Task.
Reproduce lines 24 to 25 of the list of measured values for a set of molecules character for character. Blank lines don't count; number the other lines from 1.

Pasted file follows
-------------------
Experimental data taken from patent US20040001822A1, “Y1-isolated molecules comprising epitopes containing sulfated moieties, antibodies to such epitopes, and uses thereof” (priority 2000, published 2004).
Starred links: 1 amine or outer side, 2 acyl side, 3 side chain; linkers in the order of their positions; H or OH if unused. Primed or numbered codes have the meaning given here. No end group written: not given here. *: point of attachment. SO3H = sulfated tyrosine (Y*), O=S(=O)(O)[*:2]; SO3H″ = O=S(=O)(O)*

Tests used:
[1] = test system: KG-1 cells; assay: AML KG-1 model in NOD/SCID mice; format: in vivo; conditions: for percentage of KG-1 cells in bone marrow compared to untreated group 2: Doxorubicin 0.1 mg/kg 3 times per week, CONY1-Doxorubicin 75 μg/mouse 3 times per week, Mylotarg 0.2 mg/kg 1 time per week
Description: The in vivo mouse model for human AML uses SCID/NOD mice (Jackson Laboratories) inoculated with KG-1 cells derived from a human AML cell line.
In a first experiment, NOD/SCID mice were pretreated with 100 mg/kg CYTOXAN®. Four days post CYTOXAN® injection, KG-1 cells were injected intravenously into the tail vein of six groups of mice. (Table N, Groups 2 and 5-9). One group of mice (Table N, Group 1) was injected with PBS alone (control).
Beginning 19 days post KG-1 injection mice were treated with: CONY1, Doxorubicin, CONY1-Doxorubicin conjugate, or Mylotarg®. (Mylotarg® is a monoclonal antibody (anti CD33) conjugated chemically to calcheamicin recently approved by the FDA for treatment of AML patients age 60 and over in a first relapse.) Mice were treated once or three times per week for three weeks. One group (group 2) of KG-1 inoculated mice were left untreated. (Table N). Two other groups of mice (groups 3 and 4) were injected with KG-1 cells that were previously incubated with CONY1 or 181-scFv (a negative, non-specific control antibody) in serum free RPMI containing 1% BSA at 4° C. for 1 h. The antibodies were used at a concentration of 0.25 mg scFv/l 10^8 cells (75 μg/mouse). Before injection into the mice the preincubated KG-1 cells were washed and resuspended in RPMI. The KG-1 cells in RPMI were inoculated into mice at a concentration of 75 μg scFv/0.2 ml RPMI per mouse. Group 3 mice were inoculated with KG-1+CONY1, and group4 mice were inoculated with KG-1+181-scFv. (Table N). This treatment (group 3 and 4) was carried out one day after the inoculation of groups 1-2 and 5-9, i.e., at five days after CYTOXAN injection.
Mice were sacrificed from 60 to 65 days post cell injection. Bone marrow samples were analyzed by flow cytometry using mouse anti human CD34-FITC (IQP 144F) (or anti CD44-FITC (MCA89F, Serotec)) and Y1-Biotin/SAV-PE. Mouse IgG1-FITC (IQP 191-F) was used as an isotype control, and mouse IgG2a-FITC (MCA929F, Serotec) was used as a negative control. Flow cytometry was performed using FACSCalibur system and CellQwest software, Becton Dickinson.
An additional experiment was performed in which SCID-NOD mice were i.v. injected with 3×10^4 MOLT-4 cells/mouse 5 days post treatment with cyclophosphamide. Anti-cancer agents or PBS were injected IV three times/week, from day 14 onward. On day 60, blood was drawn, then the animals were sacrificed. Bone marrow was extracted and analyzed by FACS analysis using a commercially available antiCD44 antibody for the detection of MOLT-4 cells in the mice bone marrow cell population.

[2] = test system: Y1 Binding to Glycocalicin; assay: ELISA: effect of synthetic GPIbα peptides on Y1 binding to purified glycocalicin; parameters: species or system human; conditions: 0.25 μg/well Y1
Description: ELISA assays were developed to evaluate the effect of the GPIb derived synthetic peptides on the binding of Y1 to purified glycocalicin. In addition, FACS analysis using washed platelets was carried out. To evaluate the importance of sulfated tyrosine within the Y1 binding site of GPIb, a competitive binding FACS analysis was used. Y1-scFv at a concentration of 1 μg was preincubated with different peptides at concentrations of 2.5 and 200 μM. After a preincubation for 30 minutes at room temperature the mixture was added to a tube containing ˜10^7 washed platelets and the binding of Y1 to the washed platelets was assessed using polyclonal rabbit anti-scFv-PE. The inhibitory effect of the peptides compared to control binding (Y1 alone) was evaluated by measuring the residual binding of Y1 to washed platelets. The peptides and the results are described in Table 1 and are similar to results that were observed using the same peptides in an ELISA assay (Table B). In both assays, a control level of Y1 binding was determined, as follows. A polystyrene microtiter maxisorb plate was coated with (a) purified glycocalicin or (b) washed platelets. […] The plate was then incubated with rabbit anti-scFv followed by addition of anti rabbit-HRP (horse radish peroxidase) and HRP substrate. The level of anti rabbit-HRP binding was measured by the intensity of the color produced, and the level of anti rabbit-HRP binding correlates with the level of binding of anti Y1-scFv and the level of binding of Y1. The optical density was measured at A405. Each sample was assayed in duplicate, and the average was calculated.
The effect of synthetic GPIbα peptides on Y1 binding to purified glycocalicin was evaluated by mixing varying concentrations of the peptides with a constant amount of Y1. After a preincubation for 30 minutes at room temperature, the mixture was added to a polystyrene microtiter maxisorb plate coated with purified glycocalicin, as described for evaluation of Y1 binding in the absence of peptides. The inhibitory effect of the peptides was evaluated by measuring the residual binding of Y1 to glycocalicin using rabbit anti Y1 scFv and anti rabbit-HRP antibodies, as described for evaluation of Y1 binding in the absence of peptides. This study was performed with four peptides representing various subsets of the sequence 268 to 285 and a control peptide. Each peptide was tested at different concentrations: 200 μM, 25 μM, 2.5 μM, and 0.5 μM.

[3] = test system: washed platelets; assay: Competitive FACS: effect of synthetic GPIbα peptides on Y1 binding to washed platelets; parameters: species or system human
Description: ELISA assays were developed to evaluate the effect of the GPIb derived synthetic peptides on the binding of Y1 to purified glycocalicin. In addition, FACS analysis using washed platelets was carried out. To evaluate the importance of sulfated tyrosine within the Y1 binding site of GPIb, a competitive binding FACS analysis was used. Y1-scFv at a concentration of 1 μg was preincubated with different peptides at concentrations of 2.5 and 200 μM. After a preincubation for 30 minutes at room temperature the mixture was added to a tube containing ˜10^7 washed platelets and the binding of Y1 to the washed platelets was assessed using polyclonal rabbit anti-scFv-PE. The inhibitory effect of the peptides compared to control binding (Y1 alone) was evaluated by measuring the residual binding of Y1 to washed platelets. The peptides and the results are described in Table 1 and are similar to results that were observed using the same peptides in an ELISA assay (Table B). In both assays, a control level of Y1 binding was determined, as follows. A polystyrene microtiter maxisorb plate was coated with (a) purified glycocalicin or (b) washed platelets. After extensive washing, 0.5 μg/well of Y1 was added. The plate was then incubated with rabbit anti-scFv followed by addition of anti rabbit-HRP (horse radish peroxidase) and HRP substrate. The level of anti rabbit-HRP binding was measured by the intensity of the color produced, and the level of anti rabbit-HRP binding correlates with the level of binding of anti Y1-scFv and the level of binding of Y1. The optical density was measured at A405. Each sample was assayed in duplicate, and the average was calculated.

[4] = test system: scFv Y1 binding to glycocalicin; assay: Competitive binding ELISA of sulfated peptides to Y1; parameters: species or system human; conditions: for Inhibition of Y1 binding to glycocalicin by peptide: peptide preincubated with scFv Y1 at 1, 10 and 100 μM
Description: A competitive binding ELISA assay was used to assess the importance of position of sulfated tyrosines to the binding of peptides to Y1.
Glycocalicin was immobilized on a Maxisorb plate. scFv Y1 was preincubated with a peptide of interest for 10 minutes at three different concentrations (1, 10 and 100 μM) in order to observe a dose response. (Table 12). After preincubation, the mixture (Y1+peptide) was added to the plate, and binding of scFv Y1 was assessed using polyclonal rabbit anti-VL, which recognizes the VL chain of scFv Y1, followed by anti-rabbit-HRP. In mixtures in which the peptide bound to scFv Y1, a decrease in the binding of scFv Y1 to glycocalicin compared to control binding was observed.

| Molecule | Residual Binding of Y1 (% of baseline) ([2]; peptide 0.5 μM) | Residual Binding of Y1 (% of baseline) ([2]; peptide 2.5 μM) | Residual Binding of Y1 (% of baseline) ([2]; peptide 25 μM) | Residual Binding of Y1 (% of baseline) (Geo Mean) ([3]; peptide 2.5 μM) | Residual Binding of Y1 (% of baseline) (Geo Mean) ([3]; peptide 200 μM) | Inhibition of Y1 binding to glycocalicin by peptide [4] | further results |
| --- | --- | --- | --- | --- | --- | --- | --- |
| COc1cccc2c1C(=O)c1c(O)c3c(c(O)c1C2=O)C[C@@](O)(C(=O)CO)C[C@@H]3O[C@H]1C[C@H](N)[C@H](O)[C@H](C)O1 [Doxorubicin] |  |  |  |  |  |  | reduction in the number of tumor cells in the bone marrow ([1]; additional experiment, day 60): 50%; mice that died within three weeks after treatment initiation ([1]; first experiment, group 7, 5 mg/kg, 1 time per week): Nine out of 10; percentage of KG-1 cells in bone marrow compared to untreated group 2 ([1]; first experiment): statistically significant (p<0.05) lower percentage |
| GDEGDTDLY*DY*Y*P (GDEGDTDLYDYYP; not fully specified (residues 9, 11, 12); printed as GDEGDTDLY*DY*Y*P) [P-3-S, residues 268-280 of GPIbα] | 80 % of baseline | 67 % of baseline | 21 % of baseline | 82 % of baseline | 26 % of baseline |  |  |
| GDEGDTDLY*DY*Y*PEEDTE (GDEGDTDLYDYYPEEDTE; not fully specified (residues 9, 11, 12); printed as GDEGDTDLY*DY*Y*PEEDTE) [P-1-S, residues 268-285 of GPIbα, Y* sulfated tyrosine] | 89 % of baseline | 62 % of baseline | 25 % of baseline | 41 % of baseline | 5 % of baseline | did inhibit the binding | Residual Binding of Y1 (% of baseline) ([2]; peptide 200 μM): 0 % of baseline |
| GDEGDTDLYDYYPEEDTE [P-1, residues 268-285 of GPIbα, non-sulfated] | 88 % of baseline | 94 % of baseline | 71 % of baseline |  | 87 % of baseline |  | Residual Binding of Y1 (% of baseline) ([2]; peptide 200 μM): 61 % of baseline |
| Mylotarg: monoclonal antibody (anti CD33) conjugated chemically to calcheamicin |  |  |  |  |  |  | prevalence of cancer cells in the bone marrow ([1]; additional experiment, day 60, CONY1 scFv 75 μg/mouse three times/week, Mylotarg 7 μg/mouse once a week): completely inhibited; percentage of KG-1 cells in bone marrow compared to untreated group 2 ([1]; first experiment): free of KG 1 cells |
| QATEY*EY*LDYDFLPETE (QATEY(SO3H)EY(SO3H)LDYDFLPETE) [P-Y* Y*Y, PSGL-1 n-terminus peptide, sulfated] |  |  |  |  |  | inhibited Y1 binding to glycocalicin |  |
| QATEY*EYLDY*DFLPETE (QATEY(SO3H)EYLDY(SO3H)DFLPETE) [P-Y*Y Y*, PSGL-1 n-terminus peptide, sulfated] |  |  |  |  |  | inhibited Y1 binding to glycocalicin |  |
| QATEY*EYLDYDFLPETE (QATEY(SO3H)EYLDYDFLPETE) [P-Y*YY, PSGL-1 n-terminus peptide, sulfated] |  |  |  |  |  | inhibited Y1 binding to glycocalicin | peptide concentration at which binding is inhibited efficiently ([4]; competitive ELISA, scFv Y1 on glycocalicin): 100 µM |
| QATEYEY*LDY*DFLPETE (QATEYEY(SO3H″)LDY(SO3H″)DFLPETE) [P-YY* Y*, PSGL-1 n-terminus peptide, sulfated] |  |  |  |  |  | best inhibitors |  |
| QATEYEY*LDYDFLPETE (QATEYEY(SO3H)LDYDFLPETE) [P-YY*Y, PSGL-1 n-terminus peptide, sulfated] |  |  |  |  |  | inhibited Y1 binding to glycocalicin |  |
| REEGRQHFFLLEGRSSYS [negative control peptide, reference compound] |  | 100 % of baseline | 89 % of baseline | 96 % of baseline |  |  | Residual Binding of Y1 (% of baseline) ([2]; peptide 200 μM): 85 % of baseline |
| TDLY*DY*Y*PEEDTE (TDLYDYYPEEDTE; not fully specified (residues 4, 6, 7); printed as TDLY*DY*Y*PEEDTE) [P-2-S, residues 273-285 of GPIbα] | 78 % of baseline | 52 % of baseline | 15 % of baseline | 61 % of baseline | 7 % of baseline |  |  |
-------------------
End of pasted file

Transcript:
| Mylotarg: monoclonal antibody (anti CD33) conjugated chemically to calcheamicin |  |  |  |  |  |  | prevalence of cancer cells in the bone marrow ([1]; additional experiment, day 60, CONY1 scFv 75 μg/mouse three times/week, Mylotarg 7 μg/mouse once a week): completely inhibited; percentage of KG-1 cells in bone marrow compared to untreated group 2 ([1]; first experiment): free of KG 1 cells |
| QATEY*EY*LDYDFLPETE (QATEY(SO3H)EY(SO3H)LDYDFLPETE) [P-Y* Y*Y, PSGL-1 n-terminus peptide, sulfated] |  |  |  |  |  | inhibited Y1 binding to glycocalicin |  |